Wisconsin Badgers men's hockey team lauds quick thinking in unusually long game of keep-away

Wisconsin Badgers men's hockey team lauds quick thinking in unusually long game of keep-away

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K'Andre Miller

Badgers defenseman K'Andre Miller killed more than 30 seconds of a Michigan State power play during a delayed penalty Saturday. "It was a fun experience being out there," he said.

As the keep-away exercise extended to an almost absurd length Saturday night, the crowd inside the Kohl Center recognized what the University of Wisconsin men’s hockey team was accomplishing and roared louder.

Badgers defensemen K’Andre Miller and Wyatt Kalynuk and coach Tony Granato showed appreciation for that Monday in recounting a 1-minute, 50-second stretch of smarts.

“Being over break, I wasn’t expecting the crowd to get that loud,” Miller said, “especially for a keep-away game.”

The Badgers killed off the majority of what was due to be a three-minute Michigan State power play in the first period Saturday by using a series of evasive passes, a couple of threatening rushes up the ice and some timely personnel changes.

It was a footnote in UW’s 3-1 victory over the 20th-ranked Spartans, but a memorable one because of the rarity of the length that the Badgers kept the puck off their opponent’s sticks.

“That was probably the smartest segment of our season as far as recognizing the situation — and doing it on the fly,” Granato said.

After the teams played at 4-on-4 for two minutes following a major penalty to UW’s Sean Dhooghe for head contact and a slashing minor to Michigan State’s Butrus Ghafari, the Spartans were left with an unusual three-minute power play in a 1-1 game.

They attempted one shot, which UW defenseman Josh Ess blocked, over the first 55 seconds of the advantage. Ess then drew a slashing penalty on Spartans center Patrick Khodorenko, which stayed delayed while the Badgers held possession of the puck.

“We saw the (referee’s) hand go in the air and we had the puck,” Kalynuk said. “The bench was screaming right away, too. That was a pretty good indicator. Once K’Andre and I started moving it back and forth, I think everyone realized.”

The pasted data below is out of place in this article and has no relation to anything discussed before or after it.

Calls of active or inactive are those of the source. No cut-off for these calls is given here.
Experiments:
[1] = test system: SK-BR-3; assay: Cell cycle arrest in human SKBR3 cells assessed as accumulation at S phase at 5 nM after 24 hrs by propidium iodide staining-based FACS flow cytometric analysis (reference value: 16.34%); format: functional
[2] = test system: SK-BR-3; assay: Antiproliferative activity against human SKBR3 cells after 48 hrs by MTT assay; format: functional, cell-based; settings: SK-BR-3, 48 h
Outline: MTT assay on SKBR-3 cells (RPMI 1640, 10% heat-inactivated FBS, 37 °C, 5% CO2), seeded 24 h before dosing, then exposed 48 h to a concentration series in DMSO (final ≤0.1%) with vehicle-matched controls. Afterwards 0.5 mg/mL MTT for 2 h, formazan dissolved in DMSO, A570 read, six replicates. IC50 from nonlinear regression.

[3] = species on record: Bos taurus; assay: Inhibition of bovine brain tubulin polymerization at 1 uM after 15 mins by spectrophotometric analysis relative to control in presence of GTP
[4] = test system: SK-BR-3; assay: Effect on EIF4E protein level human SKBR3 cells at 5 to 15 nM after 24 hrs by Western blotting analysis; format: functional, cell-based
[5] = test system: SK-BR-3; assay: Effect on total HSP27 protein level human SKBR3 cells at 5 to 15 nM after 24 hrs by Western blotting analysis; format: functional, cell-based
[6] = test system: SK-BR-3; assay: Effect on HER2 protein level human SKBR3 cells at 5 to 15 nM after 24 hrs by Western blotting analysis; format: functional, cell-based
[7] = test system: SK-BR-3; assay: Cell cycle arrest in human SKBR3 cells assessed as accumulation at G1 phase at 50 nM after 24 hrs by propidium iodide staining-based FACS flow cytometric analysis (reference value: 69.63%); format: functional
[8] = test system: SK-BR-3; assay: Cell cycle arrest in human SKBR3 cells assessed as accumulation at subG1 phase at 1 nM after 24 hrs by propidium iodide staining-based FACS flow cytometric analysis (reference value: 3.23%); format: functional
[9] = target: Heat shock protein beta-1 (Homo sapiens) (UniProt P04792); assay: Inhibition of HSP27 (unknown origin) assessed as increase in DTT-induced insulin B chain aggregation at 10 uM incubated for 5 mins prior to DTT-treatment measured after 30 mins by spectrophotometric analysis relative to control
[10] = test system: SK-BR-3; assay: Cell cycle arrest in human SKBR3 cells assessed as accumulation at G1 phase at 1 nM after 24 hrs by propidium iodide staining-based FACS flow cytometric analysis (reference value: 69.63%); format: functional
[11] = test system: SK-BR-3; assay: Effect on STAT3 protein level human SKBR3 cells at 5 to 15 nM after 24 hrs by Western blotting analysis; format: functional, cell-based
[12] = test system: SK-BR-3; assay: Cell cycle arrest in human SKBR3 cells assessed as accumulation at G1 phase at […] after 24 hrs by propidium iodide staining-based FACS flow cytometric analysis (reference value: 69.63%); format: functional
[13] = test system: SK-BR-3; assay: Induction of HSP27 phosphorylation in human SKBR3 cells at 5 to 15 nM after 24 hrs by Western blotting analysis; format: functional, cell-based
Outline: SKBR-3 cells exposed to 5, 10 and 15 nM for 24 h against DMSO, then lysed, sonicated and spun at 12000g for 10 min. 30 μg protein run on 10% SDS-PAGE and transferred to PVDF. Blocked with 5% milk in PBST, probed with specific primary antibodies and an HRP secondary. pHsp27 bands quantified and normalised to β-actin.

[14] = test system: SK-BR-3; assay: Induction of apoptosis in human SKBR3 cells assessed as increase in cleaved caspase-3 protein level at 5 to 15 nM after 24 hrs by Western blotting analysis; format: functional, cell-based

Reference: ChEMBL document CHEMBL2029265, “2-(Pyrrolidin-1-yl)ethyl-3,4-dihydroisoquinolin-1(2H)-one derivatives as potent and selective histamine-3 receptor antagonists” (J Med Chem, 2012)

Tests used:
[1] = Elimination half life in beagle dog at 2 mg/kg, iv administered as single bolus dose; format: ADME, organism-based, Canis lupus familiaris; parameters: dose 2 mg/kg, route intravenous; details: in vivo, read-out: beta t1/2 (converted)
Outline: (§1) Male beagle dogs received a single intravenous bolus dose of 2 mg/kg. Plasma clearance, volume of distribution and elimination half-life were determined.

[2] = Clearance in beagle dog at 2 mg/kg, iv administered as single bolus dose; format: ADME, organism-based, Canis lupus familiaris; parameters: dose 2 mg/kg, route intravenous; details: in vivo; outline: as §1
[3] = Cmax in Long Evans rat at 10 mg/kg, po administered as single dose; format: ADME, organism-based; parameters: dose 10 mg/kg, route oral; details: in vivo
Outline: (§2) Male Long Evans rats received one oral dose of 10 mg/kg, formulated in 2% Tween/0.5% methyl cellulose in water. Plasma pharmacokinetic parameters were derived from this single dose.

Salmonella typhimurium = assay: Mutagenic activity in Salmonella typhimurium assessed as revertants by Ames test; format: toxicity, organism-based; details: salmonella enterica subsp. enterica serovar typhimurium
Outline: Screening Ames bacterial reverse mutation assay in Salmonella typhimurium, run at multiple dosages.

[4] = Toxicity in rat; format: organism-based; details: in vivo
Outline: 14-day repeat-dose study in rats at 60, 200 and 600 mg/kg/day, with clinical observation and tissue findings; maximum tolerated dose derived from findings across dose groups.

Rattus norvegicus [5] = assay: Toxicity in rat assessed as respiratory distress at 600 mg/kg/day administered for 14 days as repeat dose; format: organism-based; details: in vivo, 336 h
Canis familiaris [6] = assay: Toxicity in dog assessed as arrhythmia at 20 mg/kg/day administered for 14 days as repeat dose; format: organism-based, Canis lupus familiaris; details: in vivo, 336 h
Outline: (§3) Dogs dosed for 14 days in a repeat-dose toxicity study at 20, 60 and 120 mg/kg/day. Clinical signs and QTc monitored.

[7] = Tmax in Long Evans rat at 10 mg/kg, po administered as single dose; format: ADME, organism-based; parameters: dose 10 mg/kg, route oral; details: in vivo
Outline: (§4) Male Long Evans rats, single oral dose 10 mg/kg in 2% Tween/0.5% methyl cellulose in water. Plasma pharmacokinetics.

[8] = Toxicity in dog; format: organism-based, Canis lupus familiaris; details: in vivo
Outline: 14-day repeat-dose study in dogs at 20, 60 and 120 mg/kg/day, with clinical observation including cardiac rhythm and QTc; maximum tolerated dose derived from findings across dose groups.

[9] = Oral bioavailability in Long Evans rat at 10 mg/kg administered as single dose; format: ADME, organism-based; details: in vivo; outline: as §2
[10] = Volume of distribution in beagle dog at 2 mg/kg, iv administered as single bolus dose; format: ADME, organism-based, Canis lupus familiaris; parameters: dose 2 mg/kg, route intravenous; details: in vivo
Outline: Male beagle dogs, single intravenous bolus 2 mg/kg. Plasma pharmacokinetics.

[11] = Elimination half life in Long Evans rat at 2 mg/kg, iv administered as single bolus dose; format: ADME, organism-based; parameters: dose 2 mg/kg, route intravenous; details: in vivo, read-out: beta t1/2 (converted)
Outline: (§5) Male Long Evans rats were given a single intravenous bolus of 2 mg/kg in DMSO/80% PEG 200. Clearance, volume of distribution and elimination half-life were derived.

Delayed penalties typically last for a few seconds, maybe extending to a half-minute if a team works the puck around well with an extra attacker on the ice before the opponent gains possession to stop play.

With the Badgers on the penalty kill before the delayed penalty, their incentive to extend the play as long as possible was to decrease the amount of 4-on-4 time after the whistle and give themselves longer on a power play.

Nine players touched the puck at some point as new personnel took turns hopping over the boards, and the Badgers stretched things for nearly two minutes. Miller and Kalynuk were responsible for running off more than 30 seconds each, some of it spent looping around their empty net.

“It was just a shift and a half,” Miller said. “The crowd was really keeping us in that game. I looked over at the bench one time when I had the puck behind the net, and everyone was just jumping up and down, excited. So it’s a good thing to see all the boys excited and cheering you on. It was a fun experience being out there.”

Michigan State had to respect the potential for the Badgers to surge forward in an attempt to score — and Owen Lindmark, Alex Turcotte and Dylan Holloway each made at least the start of a rush up ice before sending the puck back into the UW zone for more time killing.

“I think that’s why it worked, actually,” Kalynuk said. “We were keeping it away from them but we also made it seem like we were going to take a chance.”

It ended when Michigan State’s Logan Lambdin finally won the puck away from Miller behind the goal line, drawing the whistle.

Granato said the sequence was emblematic of the way the Badgers played Saturday in securing a split of the Big Ten Conference series. Pulling the puck back to waste time wasn’t something UW coaches had instructed the players to do, but they made good decisions in real time.

“I don’t want to say, OK, we just grew up and became a much more mature team, but it was certainly a step in the right direction of recognizing that,” he said.

From the infirmary

Defensemen Ty Emberson and Mike Vorlicky and forward Max Zimmer all practiced Monday, including a taxing skating drill, after missing last weekend’s games with lower-body injuries. The Badgers are hoping all will be available for games Friday and Saturday at Notre Dame. ... Forward Linus Weissbach sat out Monday; he was slowed briefly early in Saturday’s game after blocking a shot.

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